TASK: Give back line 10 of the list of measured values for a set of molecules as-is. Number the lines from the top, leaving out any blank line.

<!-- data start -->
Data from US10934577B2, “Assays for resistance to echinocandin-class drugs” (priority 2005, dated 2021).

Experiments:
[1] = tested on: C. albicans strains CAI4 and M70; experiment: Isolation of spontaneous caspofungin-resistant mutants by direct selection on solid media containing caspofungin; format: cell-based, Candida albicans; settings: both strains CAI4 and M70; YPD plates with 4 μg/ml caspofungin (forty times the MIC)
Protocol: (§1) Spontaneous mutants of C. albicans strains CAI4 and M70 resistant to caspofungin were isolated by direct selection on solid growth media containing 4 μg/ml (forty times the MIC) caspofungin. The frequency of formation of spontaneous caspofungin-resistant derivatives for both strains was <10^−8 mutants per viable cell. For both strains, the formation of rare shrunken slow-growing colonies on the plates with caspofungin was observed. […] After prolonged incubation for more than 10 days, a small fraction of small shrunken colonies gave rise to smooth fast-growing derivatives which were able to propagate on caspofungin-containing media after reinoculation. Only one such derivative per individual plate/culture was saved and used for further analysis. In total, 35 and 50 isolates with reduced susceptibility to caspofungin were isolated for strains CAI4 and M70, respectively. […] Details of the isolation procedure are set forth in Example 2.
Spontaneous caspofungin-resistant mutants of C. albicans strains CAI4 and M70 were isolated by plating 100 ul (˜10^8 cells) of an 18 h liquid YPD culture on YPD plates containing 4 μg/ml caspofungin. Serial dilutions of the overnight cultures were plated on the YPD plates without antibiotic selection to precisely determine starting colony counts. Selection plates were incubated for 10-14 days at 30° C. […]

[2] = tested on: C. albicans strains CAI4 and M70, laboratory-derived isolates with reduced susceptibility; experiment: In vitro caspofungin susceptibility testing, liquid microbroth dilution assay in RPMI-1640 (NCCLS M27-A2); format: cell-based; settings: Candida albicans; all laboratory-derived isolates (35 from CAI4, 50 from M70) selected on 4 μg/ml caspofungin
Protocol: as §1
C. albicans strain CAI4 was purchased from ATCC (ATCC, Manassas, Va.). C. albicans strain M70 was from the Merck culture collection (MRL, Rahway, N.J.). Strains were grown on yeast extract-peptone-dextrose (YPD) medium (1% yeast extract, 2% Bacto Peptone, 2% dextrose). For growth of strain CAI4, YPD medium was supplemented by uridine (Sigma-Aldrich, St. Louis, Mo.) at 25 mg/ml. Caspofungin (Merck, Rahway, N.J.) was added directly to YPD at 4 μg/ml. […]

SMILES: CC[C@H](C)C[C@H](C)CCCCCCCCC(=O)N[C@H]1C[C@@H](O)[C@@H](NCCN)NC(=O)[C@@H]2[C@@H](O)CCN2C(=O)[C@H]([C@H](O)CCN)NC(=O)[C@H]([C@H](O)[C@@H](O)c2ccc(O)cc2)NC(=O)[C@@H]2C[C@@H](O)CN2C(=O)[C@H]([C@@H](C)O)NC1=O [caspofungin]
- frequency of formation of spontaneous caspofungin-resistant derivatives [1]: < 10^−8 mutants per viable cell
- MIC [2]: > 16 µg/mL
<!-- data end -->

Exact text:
- frequency of formation of spontaneous caspofungin-resistant derivatives [1]: < 10^−8 mutants per viable cell